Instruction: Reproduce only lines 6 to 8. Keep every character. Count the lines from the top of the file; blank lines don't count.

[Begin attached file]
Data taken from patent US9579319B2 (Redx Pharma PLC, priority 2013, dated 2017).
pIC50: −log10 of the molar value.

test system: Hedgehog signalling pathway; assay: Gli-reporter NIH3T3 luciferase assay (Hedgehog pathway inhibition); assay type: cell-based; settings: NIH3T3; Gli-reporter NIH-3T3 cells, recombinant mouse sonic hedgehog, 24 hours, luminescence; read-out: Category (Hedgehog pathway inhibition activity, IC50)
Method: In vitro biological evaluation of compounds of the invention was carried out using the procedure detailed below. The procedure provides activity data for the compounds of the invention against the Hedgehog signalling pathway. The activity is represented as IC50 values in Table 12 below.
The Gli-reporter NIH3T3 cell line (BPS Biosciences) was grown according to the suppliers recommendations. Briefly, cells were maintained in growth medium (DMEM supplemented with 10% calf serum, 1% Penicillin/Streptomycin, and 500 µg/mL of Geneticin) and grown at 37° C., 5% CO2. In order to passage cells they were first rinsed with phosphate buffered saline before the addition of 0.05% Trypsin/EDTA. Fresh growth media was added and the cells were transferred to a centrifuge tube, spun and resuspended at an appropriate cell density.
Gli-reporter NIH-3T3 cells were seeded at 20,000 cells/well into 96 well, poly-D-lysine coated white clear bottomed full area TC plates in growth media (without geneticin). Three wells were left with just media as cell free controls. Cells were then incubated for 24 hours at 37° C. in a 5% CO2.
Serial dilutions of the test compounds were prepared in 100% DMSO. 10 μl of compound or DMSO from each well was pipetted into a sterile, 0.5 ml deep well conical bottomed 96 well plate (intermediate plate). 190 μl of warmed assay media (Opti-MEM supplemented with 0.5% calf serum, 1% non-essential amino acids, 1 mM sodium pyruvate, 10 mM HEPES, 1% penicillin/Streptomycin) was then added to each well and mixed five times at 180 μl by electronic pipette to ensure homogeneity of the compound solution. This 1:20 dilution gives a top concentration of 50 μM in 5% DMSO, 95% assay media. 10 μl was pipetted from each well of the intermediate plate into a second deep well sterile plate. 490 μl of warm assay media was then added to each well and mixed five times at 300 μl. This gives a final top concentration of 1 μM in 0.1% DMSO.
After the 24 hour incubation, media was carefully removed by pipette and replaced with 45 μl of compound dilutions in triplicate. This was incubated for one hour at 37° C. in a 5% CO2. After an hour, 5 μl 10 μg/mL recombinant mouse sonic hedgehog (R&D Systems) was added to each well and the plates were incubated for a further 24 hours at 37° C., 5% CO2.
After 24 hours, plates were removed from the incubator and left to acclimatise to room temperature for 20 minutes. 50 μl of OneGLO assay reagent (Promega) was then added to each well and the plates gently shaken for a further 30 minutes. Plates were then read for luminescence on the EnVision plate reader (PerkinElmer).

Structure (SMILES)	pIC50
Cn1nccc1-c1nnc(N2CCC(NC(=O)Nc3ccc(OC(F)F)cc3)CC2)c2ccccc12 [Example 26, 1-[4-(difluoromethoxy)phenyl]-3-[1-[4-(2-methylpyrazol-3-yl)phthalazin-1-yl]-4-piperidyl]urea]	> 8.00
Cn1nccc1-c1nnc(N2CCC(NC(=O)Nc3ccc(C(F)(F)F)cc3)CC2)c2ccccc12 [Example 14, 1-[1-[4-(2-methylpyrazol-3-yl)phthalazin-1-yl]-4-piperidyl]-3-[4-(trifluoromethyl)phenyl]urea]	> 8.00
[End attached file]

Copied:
Gli-reporter NIH-3T3 cells were seeded at 20,000 cells/well into 96 well, poly-D-lysine coated white clear bottomed full area TC plates in growth media (without geneticin). Three wells were left with just media as cell free controls. Cells were then incubated for 24 hours at 37° C. in a 5% CO2.
Serial dilutions of the test compounds were prepared in 100% DMSO. 10 μl of compound or DMSO from each well was pipetted into a sterile, 0.5 ml deep well conical bottomed 96 well plate (intermediate plate). 190 μl of warmed assay media (Opti-MEM supplemented with 0.5% calf serum, 1% non-essential amino acids, 1 mM sodium pyruvate, 10 mM HEPES, 1% penicillin/Streptomycin) was then added to each well and mixed five times at 180 μl by electronic pipette to ensure homogeneity of the compound solution. This 1:20 dilution gives a top concentration of 50 μM in 5% DMSO, 95% assay media. 10 μl was pipetted from each well of the intermediate plate into a second deep well sterile plate. 490 μl of warm assay media was then added to each well and mixed five times at 300 μl. This gives a final top concentration of 1 μM in 0.1% DMSO.
After the 24 hour incubation, media was carefully removed by pipette and replaced with 45 μl of compound dilutions in triplicate. This was incubated for one hour at 37° C. in a 5% CO2. After an hour, 5 μl 10 μg/mL recombinant mouse sonic hedgehog (R&D Systems) was added to each well and the plates were incubated for a further 24 hours at 37° C., 5% CO2.